We finished the Zach Stewart trade by acquiring Kyle Kaminska from the Pirates and assigned him to the PawSox.  We also claimed Sandy Rosario from the A’s, and he has since been claimed by the Cubs.  Gary DiSarcina, formerly the Angels’ minor league field coordinator, is now the PawSox manager.

So we had gaps and voids, we identified them, and we set about filling them with solid, stable choices who will fit in both on the field and in the clubhouse.  We now have some powerful hitters and defenders in the lineup whose numbers admittedly were not great last year but who stand, given the right circumstances, to do great things, and we have some great additions to the clubhouse as well.  We also have a starter who’s spent hardly any time in the AL and whose time he did spend in the AL was nothing to write home about but who has considerable potential.  We still have a lot of work to do; we need more and better starting pitching, for one thing.  That’s a big one.  But slowly but surely we’re getting it done.  We don’t need to make the world’s biggest splash to put a team together that can go the distance.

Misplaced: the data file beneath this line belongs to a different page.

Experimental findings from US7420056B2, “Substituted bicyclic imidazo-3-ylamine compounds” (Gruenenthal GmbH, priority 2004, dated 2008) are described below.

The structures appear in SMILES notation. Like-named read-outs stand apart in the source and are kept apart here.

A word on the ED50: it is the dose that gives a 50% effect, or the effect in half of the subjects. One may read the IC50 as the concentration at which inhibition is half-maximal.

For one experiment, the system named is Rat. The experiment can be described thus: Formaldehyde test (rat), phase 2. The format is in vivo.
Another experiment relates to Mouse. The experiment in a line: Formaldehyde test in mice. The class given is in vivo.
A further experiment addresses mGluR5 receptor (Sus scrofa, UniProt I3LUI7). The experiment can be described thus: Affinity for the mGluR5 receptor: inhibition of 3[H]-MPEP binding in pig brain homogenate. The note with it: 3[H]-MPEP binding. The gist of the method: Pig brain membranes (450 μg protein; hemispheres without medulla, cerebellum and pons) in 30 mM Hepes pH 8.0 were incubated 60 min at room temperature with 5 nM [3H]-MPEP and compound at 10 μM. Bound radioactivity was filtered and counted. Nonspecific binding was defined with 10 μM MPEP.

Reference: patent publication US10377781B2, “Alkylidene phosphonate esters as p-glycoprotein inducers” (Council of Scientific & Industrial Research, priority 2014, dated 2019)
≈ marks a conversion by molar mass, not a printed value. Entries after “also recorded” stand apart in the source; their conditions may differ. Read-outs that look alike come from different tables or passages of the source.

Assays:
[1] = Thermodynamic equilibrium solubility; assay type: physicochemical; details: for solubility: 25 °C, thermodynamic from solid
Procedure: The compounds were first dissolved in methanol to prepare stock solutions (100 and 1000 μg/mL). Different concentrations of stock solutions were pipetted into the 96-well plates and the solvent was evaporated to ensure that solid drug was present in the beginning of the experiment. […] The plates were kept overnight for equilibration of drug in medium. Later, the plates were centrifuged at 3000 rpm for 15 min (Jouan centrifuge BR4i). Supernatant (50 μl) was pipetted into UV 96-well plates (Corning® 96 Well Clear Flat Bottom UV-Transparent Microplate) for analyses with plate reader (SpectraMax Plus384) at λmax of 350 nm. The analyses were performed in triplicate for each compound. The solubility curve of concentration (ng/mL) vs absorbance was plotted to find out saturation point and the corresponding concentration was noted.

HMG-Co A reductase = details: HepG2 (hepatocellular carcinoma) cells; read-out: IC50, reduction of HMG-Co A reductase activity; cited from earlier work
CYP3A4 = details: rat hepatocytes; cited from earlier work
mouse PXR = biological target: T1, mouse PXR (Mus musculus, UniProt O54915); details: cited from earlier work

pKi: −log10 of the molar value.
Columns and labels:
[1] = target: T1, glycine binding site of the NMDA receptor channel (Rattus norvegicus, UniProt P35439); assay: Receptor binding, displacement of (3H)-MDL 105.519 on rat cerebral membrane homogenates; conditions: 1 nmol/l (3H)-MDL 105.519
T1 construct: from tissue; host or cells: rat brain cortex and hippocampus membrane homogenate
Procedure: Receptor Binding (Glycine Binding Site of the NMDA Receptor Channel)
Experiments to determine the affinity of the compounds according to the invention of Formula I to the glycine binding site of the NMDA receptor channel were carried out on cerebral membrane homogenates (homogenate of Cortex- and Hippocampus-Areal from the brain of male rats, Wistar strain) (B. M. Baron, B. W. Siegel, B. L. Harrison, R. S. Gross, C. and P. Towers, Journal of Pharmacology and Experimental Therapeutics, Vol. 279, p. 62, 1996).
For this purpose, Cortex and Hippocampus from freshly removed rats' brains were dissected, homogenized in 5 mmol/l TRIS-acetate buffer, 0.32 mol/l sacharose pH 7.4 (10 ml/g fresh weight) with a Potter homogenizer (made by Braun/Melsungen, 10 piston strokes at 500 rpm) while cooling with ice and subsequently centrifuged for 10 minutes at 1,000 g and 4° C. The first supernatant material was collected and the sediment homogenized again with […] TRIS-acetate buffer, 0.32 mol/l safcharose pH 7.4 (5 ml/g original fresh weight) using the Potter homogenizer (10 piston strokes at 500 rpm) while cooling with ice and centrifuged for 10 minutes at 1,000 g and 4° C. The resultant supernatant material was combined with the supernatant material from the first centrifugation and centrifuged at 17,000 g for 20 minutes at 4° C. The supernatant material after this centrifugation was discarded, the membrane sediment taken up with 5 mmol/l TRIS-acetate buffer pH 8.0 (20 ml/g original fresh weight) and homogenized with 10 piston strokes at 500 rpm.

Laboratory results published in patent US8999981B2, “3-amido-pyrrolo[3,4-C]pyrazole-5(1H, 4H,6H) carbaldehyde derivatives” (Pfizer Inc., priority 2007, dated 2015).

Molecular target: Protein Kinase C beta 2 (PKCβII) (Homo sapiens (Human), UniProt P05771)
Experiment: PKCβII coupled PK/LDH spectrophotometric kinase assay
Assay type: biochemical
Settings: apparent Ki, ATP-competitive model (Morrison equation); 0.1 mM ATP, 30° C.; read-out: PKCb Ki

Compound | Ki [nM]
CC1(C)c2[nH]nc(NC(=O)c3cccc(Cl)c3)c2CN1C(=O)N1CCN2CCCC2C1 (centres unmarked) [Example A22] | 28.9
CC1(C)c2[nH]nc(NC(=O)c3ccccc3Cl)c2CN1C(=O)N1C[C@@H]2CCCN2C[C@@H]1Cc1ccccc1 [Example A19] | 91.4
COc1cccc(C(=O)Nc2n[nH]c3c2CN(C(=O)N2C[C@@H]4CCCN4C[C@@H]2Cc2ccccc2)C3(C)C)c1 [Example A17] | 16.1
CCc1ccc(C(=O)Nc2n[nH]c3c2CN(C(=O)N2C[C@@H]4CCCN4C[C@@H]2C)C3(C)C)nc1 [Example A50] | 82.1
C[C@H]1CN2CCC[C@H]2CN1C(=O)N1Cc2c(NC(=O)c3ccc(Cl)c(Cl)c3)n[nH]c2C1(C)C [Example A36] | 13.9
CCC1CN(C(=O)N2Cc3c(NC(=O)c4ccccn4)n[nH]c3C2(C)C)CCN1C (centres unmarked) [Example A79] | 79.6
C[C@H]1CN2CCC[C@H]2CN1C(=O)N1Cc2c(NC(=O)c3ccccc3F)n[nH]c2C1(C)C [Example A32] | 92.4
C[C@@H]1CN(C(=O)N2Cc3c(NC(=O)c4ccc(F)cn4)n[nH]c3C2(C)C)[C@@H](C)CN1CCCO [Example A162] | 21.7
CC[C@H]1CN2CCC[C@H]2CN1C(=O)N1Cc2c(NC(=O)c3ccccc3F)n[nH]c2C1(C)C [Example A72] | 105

In other news, the Pats beat the Dophins, 23-16, and the Texans, 42-14.

AP Photo

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The Winter Meetings were pretty quiet.  For some of us, anyway.  Since everyone else was apparently busy gobbling up all the good names.  Heath Bell and Mark Buehrle are off the market; they both signed with the Marlins, who, by the way, are now no longer the Florida Marlins.  They agreed to rename the team the Miami Marlins as part of a deal that allowed them to construct their new ballpark on the site of the old Miami Orange Bowl.  Albert Pujols is now an Angel; his contract is ten years for upwards of $250 million.